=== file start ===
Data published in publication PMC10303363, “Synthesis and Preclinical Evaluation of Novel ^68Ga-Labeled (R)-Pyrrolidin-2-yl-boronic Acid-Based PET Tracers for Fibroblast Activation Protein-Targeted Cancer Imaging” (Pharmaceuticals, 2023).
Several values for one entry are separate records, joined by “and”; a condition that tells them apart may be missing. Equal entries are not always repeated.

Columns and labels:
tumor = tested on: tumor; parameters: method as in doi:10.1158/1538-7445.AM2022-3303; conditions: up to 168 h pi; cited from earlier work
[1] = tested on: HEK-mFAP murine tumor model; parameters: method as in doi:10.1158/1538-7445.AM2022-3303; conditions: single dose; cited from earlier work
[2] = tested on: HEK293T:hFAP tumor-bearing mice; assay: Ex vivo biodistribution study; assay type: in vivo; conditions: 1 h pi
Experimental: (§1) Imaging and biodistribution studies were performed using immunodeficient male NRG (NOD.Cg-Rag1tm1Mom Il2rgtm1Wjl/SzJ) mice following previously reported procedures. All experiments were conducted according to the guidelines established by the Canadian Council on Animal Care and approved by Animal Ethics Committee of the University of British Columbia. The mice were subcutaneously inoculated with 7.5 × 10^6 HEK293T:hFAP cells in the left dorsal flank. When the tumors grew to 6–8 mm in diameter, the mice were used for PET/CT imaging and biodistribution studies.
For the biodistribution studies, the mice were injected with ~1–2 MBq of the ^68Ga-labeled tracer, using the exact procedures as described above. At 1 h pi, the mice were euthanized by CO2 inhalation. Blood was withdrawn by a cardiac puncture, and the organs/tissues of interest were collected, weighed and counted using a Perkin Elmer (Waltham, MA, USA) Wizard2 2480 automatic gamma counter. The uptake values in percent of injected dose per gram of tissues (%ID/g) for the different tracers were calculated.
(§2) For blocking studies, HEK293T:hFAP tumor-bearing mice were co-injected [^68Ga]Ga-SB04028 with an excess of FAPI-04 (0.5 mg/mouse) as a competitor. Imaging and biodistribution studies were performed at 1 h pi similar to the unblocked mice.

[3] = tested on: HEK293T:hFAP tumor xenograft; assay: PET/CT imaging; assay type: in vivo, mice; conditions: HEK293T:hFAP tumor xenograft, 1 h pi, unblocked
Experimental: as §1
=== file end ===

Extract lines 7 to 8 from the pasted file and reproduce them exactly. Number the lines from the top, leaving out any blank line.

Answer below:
Experimental: (§1) Imaging and biodistribution studies were performed using immunodeficient male NRG (NOD.Cg-Rag1tm1Mom Il2rgtm1Wjl/SzJ) mice following previously reported procedures. All experiments were conducted according to the guidelines established by the Canadian Council on Animal Care and approved by Animal Ethics Committee of the University of British Columbia. The mice were subcutaneously inoculated with 7.5 × 10^6 HEK293T:hFAP cells in the left dorsal flank. When the tumors grew to 6–8 mm in diameter, the mice were used for PET/CT imaging and biodistribution studies.
For the biodistribution studies, the mice were injected with ~1–2 MBq of the ^68Ga-labeled tracer, using the exact procedures as described above. At 1 h pi, the mice were euthanized by CO2 inhalation. Blood was withdrawn by a cardiac puncture, and the organs/tissues of interest were collected, weighed and counted using a Perkin Elmer (Waltham, MA, USA) Wizard2 2480 automatic gamma counter. The uptake values in percent of injected dose per gram of tissues (%ID/g) for the different tracers were calculated.